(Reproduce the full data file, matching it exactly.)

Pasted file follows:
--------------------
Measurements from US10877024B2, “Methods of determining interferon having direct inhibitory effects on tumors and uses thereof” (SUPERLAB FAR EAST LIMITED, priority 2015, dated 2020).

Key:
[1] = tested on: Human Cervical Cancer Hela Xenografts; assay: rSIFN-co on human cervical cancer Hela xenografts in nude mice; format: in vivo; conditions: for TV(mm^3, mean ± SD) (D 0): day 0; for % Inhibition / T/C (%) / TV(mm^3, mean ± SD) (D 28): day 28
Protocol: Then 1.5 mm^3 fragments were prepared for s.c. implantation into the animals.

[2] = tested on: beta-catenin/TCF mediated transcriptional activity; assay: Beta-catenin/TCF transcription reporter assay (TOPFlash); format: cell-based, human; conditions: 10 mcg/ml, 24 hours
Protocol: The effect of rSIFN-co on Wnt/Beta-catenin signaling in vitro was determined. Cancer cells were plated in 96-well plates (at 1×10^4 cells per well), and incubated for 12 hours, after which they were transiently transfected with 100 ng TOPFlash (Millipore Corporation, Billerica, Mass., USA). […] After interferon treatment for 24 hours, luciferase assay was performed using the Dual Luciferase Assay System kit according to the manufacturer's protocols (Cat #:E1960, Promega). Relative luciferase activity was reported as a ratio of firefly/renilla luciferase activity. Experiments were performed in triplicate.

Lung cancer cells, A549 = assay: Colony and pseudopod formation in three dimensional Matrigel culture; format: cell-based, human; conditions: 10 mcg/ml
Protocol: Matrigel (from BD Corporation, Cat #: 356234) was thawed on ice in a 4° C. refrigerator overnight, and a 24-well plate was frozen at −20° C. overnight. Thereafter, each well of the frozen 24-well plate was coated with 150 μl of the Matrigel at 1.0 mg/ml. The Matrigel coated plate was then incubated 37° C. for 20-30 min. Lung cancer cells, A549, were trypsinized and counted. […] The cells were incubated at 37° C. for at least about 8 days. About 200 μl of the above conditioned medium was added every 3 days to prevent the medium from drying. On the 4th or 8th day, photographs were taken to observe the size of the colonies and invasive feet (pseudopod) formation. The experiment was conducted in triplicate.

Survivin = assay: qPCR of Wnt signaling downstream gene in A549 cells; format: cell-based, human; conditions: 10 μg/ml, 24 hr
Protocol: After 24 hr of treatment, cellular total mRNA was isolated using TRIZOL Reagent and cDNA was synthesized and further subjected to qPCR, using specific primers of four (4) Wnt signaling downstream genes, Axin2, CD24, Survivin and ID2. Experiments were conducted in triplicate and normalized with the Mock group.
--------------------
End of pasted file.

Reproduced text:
Measurements from US10877024B2, “Methods of determining interferon having direct inhibitory effects on tumors and uses thereof” (SUPERLAB FAR EAST LIMITED, priority 2015, dated 2020).

Key:
[1] = tested on: Human Cervical Cancer Hela Xenografts; assay: rSIFN-co on human cervical cancer Hela xenografts in nude mice; format: in vivo; conditions: for TV(mm^3, mean ± SD) (D 0): day 0; for % Inhibition / T/C (%) / TV(mm^3, mean ± SD) (D 28): day 28
Protocol: Then 1.5 mm^3 fragments were prepared for s.c. implantation into the animals.

[2] = tested on: beta-catenin/TCF mediated transcriptional activity; assay: Beta-catenin/TCF transcription reporter assay (TOPFlash); format: cell-based, human; conditions: 10 mcg/ml, 24 hours
Protocol: The effect of rSIFN-co on Wnt/Beta-catenin signaling in vitro was determined. Cancer cells were plated in 96-well plates (at 1×10^4 cells per well), and incubated for 12 hours, after which they were transiently transfected with 100 ng TOPFlash (Millipore Corporation, Billerica, Mass., USA). […] After interferon treatment for 24 hours, luciferase assay was performed using the Dual Luciferase Assay System kit according to the manufacturer's protocols (Cat #:E1960, Promega). Relative luciferase activity was reported as a ratio of firefly/renilla luciferase activity. Experiments were performed in triplicate.

Lung cancer cells, A549 = assay: Colony and pseudopod formation in three dimensional Matrigel culture; format: cell-based, human; conditions: 10 mcg/ml
Protocol: Matrigel (from BD Corporation, Cat #: 356234) was thawed on ice in a 4° C. refrigerator overnight, and a 24-well plate was frozen at −20° C. overnight. Thereafter, each well of the frozen 24-well plate was coated with 150 μl of the Matrigel at 1.0 mg/ml. The Matrigel coated plate was then incubated 37° C. for 20-30 min. Lung cancer cells, A549, were trypsinized and counted. […] The cells were incubated at 37° C. for at least about 8 days. About 200 μl of the above conditioned medium was added every 3 days to prevent the medium from drying. On the 4th or 8th day, photographs were taken to observe the size of the colonies and invasive feet (pseudopod) formation. The experiment was conducted in triplicate.

Survivin = assay: qPCR of Wnt signaling downstream gene in A549 cells; format: cell-based, human; conditions: 10 μg/ml, 24 hr
Protocol: After 24 hr of treatment, cellular total mRNA was isolated using TRIZOL Reagent and cDNA was synthesized and further subjected to qPCR, using specific primers of four (4) Wnt signaling downstream genes, Axin2, CD24, Survivin and ID2. Experiments were conducted in triplicate and normalized with the Mock group.